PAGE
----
SPENCER -- Roane County is cleaning up after perhaps its worst flood ever -- and praying there is no more rain.
The National Weather Service's Charleston office reported the Spencer area received 2-and-a-half to 3 inches of rain in a 12-hour period ending at noon Thursday.
"Spencer is just waterlogged right now, and landlocked," said Roane County Delegate Bob Ashley about 11 a.m. Thursday.
Ashley is also one of the few insurance agents in the community. On Thursday morning, his office was flooded with calls, following what he estimated as 3 inches of rain in two hours.
"All we have to do is pray this water goes down before the next storm," Ashley said.
The National Weather Service said the burst of rain over Roane County was the result of a low-pressure system coming from the north that dragged a cold front across the area. After the cold front crossed into the area, it created cooler, drier air masses, ending the threat of continued heavy rainfall.
But even after the rainfall passed, stream and rivers initially could continue to rise because of runoff, causing continued flooding.
The weather service warned that all that floodwater was going to keep on flowing down the Pocatalico River overnight through Sissonville, the Camp Virgil Tate area and then down to Poca.
Forecasters predicted, though, that those areas would not be nearly as hard hit as Roane County and that most would be minor overflow.
Dry weather is forecast for today and Saturday, which should allow water levels to recede.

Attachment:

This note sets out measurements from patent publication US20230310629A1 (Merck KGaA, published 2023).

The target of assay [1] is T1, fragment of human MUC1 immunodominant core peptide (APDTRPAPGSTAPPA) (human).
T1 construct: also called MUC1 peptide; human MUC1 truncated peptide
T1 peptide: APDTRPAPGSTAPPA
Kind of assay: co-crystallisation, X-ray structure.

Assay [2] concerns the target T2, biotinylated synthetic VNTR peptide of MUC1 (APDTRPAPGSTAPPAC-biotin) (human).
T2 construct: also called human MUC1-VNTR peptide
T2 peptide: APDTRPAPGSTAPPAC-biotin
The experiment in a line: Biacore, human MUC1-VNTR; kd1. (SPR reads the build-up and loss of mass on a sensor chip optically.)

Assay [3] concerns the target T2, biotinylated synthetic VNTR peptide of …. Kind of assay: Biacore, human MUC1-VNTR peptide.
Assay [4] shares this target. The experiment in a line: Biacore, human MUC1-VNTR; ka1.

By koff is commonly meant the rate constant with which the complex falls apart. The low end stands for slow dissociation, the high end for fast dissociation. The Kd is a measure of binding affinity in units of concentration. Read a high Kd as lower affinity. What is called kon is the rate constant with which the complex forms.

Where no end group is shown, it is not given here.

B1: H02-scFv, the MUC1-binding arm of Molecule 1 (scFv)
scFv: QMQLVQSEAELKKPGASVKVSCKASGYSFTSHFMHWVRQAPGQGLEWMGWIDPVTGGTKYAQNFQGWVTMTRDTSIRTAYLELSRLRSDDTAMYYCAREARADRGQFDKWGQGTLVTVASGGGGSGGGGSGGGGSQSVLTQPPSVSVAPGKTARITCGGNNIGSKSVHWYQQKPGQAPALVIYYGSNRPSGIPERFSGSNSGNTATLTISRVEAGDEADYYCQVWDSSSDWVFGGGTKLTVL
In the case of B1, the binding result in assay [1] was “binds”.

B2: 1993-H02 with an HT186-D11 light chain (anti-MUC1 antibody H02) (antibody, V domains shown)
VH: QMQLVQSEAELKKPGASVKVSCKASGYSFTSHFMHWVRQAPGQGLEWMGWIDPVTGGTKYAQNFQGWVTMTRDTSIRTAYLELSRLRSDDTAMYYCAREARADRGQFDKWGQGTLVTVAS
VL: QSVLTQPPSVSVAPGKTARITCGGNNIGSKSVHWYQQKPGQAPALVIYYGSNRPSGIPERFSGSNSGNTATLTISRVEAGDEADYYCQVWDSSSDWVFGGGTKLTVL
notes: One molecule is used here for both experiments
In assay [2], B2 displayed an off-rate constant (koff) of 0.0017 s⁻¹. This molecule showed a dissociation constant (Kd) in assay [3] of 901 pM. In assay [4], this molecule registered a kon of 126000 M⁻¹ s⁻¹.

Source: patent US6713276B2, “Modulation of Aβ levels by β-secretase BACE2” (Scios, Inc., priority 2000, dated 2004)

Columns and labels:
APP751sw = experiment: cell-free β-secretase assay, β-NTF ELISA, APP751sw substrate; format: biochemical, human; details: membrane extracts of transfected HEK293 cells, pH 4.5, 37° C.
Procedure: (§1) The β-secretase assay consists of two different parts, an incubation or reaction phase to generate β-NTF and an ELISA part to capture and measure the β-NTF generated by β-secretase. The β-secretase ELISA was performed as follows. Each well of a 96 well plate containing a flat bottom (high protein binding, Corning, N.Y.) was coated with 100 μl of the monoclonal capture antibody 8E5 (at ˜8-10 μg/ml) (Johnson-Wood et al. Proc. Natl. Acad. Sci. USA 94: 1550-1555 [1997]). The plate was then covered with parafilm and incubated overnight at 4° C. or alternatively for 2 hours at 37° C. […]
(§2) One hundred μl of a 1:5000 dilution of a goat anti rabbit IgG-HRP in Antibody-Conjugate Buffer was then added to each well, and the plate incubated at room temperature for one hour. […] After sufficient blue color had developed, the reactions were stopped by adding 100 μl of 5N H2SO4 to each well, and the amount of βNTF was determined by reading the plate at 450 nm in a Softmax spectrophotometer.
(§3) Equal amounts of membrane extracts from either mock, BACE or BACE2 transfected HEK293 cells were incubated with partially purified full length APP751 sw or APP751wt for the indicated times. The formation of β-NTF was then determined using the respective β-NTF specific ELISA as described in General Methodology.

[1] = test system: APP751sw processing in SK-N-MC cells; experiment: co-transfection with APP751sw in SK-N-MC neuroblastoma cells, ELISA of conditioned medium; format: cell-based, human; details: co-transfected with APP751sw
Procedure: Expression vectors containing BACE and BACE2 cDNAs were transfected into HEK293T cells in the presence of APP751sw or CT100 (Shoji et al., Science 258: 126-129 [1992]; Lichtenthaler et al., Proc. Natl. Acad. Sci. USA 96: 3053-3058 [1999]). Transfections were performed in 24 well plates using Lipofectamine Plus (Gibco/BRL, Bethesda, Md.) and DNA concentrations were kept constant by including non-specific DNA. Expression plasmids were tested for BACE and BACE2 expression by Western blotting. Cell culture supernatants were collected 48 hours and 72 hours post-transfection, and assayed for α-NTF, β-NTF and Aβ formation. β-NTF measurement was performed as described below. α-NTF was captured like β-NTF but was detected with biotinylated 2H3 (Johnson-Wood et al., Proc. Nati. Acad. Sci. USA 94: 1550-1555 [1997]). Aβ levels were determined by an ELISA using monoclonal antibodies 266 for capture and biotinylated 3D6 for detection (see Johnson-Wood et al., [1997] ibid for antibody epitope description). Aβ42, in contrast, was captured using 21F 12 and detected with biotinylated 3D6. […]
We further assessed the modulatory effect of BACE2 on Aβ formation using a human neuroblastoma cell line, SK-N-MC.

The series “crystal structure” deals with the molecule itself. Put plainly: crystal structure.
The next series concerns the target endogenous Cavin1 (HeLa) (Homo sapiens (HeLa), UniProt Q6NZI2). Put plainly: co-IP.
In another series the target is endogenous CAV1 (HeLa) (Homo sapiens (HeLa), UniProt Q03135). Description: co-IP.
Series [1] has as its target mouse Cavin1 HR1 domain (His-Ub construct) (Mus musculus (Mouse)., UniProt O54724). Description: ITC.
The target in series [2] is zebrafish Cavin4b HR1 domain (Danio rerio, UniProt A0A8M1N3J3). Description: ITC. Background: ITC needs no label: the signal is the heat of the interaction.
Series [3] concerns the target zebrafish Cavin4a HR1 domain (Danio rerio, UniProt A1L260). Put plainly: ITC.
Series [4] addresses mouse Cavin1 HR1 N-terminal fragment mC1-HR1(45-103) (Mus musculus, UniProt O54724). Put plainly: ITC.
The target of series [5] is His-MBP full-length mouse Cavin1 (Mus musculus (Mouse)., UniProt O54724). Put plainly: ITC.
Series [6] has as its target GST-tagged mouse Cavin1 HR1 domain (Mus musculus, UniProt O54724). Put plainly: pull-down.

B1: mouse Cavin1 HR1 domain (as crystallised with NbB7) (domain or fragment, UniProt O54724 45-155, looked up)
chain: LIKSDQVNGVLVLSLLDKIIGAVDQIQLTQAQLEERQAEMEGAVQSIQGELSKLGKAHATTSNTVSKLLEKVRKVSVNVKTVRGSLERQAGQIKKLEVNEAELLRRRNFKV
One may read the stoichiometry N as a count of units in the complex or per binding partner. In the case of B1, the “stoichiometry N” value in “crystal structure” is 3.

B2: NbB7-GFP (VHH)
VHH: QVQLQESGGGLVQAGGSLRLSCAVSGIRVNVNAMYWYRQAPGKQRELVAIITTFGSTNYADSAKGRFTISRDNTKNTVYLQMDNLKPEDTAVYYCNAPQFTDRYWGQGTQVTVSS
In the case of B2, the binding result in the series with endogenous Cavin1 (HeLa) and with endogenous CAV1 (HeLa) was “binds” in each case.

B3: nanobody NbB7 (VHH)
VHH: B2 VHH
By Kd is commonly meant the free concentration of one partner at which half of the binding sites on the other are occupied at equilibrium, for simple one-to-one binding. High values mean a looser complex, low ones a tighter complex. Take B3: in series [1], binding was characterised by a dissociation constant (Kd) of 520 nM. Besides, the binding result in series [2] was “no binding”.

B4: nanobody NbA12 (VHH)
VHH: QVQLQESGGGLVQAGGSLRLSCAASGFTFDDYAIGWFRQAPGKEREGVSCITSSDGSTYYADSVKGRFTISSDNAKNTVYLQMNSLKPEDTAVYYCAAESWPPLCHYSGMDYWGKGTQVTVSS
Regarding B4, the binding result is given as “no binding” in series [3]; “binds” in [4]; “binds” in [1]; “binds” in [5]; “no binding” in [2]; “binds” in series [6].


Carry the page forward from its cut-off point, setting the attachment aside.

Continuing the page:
"After all this recedes we'll see what's under the water and how bad the damage really is," said Spencer Police Chief Morgan McClure. "Any time a disaster like this happens, a community really comes together. People take care of each other."
Gov. Earl Ray Tomblin issued a State of Emergency for Roane County on Thursday afternoon, making the announcement via Twitter.
"The governor has committed whatever is needed here to make sure everything is taken care of and start getting people back to normal as quickly as we possibly can," said Jimmy Gianato, state director of Homeland Security and Emergency Management.
Three of the major roads leading into Spencer -- U.S. 119, U.S. 33 and county Route 36 - were all impassable following the storms, residents said. Water washed away asphalt from parts of 119.
"It's the most water that's been in Spencer in my lifetime," said Ashley, 59, adding that neighbors in their 80s and 90s agreed.
The first floor of a two-story low-income senior living center in Spencer also flooded. Marquette Manor is home to "probably several dozen" people, Ashley said.
Emergency officials were helping to evacuate people to the old National Guard Armory about a quarter of a mile from the center. The Red Cross set up a shelter at the center.
Outside of Spencer, Ashley had heard of problems in the communities of Alvord and Reedy. Reedy, a few miles north of Spencer, has a reputation for flooding.
"Reedy always floods, so we know it's bad," Ashley said.
Disaster struck about 10 a.m. Thursday when waters began to rise out of creek beds and soon reached roads, homes, businesses and even the 911 Center in Spencer. U.S. 119 and downtown Spencer were the hardest hit.
About 40 residents were displaced from their homes, said State Police Col. Dave Lemmon. 900 to 1,000 residents were without power. Some power was expected to restored by midnight.
Statewide, the storms left about 40,000 utility customers in the state without electricity Thursday.
In Spencer, the Red Cross was activated and set up a shelter at the National Guard Armory on Main Street. Lemon said about 50 people had used the shelter so far.
There is not yet an estimate of damage costs, Lemmon said.
"We want to assess what damage is out there," Lemmon said. "It's a multi-agency response. We're coming together and sharing resources and cooperation on how to best confront the damage and get people restored back to their natural way of living."
There were no reports of injuries or fatalities. There were nine water rescues Thursday, and water rescue teams remained on standby if more are required.